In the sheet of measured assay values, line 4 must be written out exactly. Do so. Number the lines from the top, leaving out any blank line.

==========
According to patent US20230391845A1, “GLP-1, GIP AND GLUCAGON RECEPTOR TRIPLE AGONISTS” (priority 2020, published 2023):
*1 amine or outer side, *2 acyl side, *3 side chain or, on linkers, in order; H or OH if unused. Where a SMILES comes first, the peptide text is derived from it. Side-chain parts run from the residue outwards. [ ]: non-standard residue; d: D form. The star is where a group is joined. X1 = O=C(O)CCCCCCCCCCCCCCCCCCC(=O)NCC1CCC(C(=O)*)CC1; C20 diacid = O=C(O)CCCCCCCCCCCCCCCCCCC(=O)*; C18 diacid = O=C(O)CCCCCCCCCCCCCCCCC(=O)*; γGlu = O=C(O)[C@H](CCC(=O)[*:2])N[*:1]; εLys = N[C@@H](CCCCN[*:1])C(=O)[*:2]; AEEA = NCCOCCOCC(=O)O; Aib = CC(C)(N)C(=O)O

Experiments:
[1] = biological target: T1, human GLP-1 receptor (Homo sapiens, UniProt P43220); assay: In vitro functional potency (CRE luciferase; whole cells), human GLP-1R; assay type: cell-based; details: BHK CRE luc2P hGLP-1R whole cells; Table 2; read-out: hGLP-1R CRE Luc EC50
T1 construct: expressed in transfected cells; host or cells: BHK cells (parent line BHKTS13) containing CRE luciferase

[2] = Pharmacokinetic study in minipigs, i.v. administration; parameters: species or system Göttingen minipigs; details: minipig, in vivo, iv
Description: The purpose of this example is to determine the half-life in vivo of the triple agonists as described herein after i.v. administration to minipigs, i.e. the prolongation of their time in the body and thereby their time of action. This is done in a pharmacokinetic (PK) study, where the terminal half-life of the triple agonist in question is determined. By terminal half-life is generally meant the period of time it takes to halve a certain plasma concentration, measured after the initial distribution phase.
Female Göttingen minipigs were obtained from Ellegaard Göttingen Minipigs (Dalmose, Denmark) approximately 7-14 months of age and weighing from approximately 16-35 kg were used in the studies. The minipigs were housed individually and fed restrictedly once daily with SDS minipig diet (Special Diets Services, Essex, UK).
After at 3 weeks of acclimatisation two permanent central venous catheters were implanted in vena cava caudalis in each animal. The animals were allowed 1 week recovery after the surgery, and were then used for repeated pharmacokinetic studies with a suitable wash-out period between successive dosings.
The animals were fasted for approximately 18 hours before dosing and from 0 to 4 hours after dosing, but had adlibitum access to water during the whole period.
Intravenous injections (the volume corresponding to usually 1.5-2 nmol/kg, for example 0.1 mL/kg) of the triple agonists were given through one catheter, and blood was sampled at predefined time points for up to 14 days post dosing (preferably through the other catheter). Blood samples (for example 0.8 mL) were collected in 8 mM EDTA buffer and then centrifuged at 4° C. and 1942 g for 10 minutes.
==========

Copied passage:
[1] = biological target: T1, human GLP-1 receptor (Homo sapiens, UniProt P43220); assay: In vitro functional potency (CRE luciferase; whole cells), human GLP-1R; assay type: cell-based; details: BHK CRE luc2P hGLP-1R whole cells; Table 2; read-out: hGLP-1R CRE Luc EC50